Perserving Our Literary Heritage
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‘Anthology of Contemporary Guyanese Verse’

Ed. Petamber Persaud
Published by The Caribbean Press
On Friday August 15, 2014, an ‘Anthology of Contemporary Guyanese Verse’ (along with other books) was launched by Prof. David Dabydeen, one of the founders of The Caribbean Press.

The occasion was witnessed by scores of writers and lovers of literature. And what an event it was, igniting the evening with performances of prose and poetry by their authors, endowing the moment with authenticity and a sense of great achievement, many of the authors, some published for the first time, acknowledging the role of the press in affording them the opportunity to be published, thereby affording them the opportunity to share their work with a wider audience.
Anthologies play a major role in the assessment of a country’s literature, recording the achievement of the people and so serve to build a sense of national pride. Based on this concept, an anthology is a very important mechanism in literature, and the work of the anthologist is vital to a nation in that the anthologist becomes the bookkeeper of the nation’s invaluable literary heritage. Anthologies ought to bring out the best on offer at a particular time, bring attention to the best on offer during that time, have a reasonable representation of the literary landscape, and provide writers with a wider audience. Sometimes, all these criteria are not fulfilled leading to the fact that many anthologies begin with apologies, citing the lack of space for omissions, lack of knowledge of existing works, and lack of access to certain works leading to exclusions.
This anthology focuses on contemporary writers of poetry, many of whom have explored and exploded the frontiers of poetry, challenging canonical notions of poetry. Of course, there are others who are contented to conform to convention yet bringing fresh perspective to the typical theme by enriching their writing with local flavours and nuances.
One of the features this anthology brings to our attention is that ‘many writers from Guyana still use poetry as their medium of choice’ while poetry is declining in other parts of the world. By sticking with this genre, the writers are saying that ‘poetry matters’ and that poetry has the power ‘to move, inspire and motivate both its writers and readers alike.’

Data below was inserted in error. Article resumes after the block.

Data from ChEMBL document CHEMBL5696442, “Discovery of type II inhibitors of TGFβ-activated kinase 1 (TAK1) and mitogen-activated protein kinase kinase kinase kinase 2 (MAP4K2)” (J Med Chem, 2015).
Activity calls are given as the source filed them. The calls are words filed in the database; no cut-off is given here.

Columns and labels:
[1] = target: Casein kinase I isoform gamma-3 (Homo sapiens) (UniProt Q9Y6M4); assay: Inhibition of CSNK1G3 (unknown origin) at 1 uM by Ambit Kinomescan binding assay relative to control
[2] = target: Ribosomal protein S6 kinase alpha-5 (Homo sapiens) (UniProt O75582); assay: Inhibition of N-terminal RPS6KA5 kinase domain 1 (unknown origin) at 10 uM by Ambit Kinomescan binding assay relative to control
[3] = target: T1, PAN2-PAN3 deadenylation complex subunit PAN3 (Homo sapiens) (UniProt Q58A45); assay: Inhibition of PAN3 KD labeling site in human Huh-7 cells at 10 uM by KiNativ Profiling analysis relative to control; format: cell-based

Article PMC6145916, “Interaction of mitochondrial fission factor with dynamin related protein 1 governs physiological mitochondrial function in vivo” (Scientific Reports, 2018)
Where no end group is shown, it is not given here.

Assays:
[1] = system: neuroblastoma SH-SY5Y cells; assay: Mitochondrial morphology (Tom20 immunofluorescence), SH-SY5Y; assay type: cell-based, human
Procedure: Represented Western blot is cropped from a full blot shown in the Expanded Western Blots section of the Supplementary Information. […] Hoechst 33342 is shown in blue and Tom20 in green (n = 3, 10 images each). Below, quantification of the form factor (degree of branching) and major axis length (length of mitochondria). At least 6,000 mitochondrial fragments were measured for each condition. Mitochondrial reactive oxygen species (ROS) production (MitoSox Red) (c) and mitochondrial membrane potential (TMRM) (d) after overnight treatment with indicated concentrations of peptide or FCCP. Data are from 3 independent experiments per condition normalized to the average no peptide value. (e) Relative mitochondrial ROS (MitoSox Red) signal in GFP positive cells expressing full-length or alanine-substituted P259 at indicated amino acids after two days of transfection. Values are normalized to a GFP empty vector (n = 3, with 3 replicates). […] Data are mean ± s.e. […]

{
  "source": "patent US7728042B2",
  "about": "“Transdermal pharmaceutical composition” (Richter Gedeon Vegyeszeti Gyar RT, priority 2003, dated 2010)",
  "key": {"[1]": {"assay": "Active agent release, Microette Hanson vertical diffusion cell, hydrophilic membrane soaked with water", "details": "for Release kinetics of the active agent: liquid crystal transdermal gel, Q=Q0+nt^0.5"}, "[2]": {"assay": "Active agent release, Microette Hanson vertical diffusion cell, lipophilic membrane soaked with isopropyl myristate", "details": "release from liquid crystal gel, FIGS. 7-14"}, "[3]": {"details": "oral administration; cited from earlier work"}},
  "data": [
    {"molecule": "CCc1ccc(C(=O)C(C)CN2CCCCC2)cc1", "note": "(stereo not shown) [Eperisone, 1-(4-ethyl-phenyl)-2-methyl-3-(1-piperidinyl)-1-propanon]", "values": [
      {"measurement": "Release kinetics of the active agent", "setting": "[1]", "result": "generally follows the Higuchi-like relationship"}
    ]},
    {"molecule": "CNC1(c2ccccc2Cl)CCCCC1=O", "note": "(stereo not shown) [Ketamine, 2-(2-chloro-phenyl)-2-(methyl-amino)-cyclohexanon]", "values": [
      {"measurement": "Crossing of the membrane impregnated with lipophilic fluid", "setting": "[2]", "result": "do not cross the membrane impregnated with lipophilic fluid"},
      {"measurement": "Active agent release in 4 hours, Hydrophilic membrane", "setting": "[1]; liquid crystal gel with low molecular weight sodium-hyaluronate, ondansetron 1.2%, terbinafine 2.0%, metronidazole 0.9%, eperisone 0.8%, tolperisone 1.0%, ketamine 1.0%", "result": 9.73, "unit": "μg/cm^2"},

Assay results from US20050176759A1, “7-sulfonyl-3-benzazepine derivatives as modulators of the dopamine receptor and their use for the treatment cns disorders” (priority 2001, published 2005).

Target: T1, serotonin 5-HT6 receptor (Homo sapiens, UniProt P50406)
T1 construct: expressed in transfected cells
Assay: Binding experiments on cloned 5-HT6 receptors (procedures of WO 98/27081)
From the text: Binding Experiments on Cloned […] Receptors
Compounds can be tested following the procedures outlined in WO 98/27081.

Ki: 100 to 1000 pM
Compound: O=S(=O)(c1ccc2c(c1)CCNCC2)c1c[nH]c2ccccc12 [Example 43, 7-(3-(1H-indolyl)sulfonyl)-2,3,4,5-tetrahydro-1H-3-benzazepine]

And there is more to this anthology. Of the twenty-one writers, nine are women – almost half of the book. Of the seventy poems in this book, about one third dwells on the subject ‘woman’ including ‘Adore’, ‘4 Women’, ‘Home’, ‘Goose on the loose’, ‘Black Coffee’, ‘Vishma Diana’, ‘The altar’, ‘Black lost girl’, ‘Hindu Woman’ and ‘I apologise’.
The introduction by Dr Lynn Macedo, Yesu Persaud Centre for Caribbean Studies, University of Warwick, sums up the range of this anthology. Macedo wrote, ‘[t]he work of the twenty-one poets in this anthology provides the reader with a new look at Guyanese identity from a twenty-first century perspective, as well as examining more universal themes such as the complexities of human relationships or the exploration of race and ethnicity. Guyanese writing has long been characterised with a close engagement in politics and social issues, and many of the poems in this collection continue that tradition of questioning and challenging facets of society that are perceived as being ambivalent towards the suffering of the poor and the dispossessed.
‘Unsurprisingly, the violent history of the Caribbean continues to provide material with which several of the poets engage as does, in complete contrast, the natural beauty of the region’s landscape, flora and fauna.’
And there is more: the writers are from varying backgrounds, lawyer, youth advocate, transformational leader, playwright, actors, performance poet, photographer, film maker, sports journalist, television producer, fiction writer, bringing all those experiences to bear on the art.
And there is more: at the launch of the book, the performances were awesome, bringing the work alive, never before has poetry sounded so good. Why? The reason is found in the introduction: ‘Contemporary society surrounds us with many art forms that are highly poetic in nature – from rap music to advertising ‘jingle’s, or football chants to political slogans. By working with such frameworks and stretching them into new poetic dimensions, the writers in this anthology are able to speak directly to today’s reader in a format that can be easily recognised and related to.’

Responses to this author telephone (592) 226-0065 or email: oraltradition2002@yahoo.com

(By Petamber Persaud)

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